When it comes to foiling hackers, Saman Amarasinghe views the world in stark terms.
“There is a black-and-white line,” says Amarasinghe, an associate professor at Massachussets Institute of Technology and CTO of Determina, maker of a host-based intrusion prevention system based on what the company calls Memory Firewall technology. “White is what a program would normally do. Black is what an exploit would force it to do.”
To better protect the Windows operating environment from intrusion, Amarasinghe teamed up a few years ago with two MIT students, Derek Bruening and Vladimir Kiriansky. Their efforts eventually produced Determina’s SecureCore IPS, which inspects applications at run time to ensure that none is executing malicious code.
For at least a year before SecureCore hit the market, the developers marshaled a small army of security experts and attacked it with “almost every [software] exploit known to man,” Amarasinghe says. The result was “an unbreakable system we’re all pretty proud of.” In its battle tests just before its release, SecureCore prevented numerous viruses from executing on Windows server and desktop systems in Determina’s lab.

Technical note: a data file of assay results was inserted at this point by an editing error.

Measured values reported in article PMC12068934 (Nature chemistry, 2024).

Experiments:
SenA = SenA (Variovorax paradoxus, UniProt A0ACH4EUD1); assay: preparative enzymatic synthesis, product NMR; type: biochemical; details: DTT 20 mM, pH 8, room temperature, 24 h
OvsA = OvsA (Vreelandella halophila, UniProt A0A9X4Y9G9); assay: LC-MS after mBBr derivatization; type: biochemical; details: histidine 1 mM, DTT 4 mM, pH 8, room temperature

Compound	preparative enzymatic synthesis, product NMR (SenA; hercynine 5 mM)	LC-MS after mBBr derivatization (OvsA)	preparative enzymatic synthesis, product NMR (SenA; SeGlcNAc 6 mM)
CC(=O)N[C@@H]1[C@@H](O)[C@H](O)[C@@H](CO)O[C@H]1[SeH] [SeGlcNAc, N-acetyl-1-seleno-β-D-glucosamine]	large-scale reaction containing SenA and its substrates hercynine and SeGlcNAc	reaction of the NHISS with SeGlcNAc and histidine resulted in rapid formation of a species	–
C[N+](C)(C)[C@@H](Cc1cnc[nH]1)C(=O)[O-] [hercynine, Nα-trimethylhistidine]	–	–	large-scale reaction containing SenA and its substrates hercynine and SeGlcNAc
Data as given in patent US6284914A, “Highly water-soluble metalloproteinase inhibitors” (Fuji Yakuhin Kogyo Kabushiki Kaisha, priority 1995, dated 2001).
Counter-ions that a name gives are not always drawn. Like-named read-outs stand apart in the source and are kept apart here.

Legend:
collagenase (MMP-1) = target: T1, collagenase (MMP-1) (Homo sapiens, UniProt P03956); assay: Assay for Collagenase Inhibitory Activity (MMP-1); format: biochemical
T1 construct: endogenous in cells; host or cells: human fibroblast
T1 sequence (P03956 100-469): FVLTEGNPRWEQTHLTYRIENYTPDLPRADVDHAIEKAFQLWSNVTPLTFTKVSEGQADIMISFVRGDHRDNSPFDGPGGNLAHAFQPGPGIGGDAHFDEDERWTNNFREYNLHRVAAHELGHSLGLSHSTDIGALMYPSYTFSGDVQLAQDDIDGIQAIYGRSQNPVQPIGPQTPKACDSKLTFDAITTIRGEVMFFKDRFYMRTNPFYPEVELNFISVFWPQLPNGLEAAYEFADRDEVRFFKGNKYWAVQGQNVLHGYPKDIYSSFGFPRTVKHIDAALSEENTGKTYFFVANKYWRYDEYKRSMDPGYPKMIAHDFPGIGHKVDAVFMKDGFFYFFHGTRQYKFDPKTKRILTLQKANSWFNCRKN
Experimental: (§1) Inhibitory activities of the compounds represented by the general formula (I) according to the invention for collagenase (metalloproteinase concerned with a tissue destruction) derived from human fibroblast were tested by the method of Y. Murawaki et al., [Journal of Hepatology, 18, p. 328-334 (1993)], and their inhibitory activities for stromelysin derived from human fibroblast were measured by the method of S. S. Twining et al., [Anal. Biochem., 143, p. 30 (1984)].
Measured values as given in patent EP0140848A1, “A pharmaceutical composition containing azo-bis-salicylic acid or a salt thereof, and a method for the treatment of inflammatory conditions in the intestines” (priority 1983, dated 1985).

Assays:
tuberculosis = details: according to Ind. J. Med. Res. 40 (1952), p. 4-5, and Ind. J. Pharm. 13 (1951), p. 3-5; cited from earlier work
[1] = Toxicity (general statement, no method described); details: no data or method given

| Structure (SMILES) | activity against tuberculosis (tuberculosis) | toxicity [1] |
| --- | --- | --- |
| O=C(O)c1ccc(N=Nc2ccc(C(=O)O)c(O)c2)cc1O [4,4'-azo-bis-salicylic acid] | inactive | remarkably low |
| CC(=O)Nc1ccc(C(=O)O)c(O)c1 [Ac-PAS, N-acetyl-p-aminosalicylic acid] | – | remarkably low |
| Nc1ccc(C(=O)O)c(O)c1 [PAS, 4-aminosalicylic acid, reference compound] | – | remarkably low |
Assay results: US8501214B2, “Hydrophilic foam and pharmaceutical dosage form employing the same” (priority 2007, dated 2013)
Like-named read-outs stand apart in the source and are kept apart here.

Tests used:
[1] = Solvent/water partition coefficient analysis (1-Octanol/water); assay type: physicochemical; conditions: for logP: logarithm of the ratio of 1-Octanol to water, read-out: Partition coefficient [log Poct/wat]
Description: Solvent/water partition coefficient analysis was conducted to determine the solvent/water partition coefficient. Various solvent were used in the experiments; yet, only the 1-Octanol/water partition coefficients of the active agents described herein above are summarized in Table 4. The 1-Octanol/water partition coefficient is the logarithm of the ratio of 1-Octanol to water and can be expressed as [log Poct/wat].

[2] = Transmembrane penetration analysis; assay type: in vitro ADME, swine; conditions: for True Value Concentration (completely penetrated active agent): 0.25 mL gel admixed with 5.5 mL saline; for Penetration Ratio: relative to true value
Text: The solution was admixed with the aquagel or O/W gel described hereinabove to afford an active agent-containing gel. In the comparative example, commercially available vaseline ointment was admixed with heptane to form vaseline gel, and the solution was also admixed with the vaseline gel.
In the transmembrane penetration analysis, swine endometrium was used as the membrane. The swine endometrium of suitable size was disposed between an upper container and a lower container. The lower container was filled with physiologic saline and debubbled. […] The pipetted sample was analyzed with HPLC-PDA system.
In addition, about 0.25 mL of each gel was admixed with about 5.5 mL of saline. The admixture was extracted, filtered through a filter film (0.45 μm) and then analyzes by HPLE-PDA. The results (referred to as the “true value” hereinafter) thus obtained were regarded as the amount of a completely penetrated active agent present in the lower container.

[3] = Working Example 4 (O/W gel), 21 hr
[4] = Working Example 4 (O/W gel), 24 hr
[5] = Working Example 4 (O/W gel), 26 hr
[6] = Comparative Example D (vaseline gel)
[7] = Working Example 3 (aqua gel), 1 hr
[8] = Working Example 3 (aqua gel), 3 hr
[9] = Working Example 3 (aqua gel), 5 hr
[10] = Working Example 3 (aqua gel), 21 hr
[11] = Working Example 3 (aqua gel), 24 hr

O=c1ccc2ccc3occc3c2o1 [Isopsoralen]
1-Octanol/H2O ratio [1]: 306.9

When the product was merely a gleam in the developers’ eyes, “We were building compilers and looking closely at applications to build a dynamic optimization system,” Bruening recalls. “There are a lot of rules broken at the lowest level that programmers aren’t necessarily thinking about.”
SecureCore doesn’t guard against other types of attacks, such as DoS or cross-site scripting attempts — a primary reason that Determina stresses the importance of layered security architecture. You still need firewalls and anti-virus software.
“The world of attacks is almost infinite,” Amarasinghe notes. “But we went where the attackers go, which is after vulnerabilities in the software. If you attack an area where no human is in the loop, then you’re attacking at the speed of light. Where security is concerned ... you have to get it 100 percent right.”